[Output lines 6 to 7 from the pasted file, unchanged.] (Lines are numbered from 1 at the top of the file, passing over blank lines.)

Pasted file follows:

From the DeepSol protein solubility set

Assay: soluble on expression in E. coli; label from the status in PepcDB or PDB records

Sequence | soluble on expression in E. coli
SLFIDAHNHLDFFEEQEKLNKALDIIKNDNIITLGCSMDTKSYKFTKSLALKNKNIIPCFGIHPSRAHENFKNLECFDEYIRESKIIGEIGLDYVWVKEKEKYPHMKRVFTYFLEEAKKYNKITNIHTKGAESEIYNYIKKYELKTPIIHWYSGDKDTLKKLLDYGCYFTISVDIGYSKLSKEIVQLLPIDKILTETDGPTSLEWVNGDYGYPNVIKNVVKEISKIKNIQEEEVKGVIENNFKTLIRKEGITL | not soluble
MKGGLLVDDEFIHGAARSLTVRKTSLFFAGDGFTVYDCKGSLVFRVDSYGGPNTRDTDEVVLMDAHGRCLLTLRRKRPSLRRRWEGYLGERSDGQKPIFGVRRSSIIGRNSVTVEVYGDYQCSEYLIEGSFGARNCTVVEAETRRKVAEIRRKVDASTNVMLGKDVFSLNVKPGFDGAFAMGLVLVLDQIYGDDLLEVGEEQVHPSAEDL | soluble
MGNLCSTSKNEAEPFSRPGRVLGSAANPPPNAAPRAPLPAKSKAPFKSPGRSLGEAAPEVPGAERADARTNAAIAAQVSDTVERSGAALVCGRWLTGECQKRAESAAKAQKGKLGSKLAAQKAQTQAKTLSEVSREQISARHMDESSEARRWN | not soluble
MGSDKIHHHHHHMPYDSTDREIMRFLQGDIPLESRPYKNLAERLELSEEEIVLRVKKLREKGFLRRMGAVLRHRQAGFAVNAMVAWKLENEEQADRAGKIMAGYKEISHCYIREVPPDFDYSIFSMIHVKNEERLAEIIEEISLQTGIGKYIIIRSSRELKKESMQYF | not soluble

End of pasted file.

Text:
MGNLCSTSKNEAEPFSRPGRVLGSAANPPPNAAPRAPLPAKSKAPFKSPGRSLGEAAPEVPGAERADARTNAAIAAQVSDTVERSGAALVCGRWLTGECQKRAESAAKAQKGKLGSKLAAQKAQTQAKTLSEVSREQISARHMDESSEARRWN | not soluble
MGSDKIHHHHHHMPYDSTDREIMRFLQGDIPLESRPYKNLAERLELSEEEIVLRVKKLREKGFLRRMGAVLRHRQAGFAVNAMVAWKLENEEQADRAGKIMAGYKEISHCYIREVPPDFDYSIFSMIHVKNEERLAEIIEEISLQTGIGKYIIIRSSRELKKESMQYF | not soluble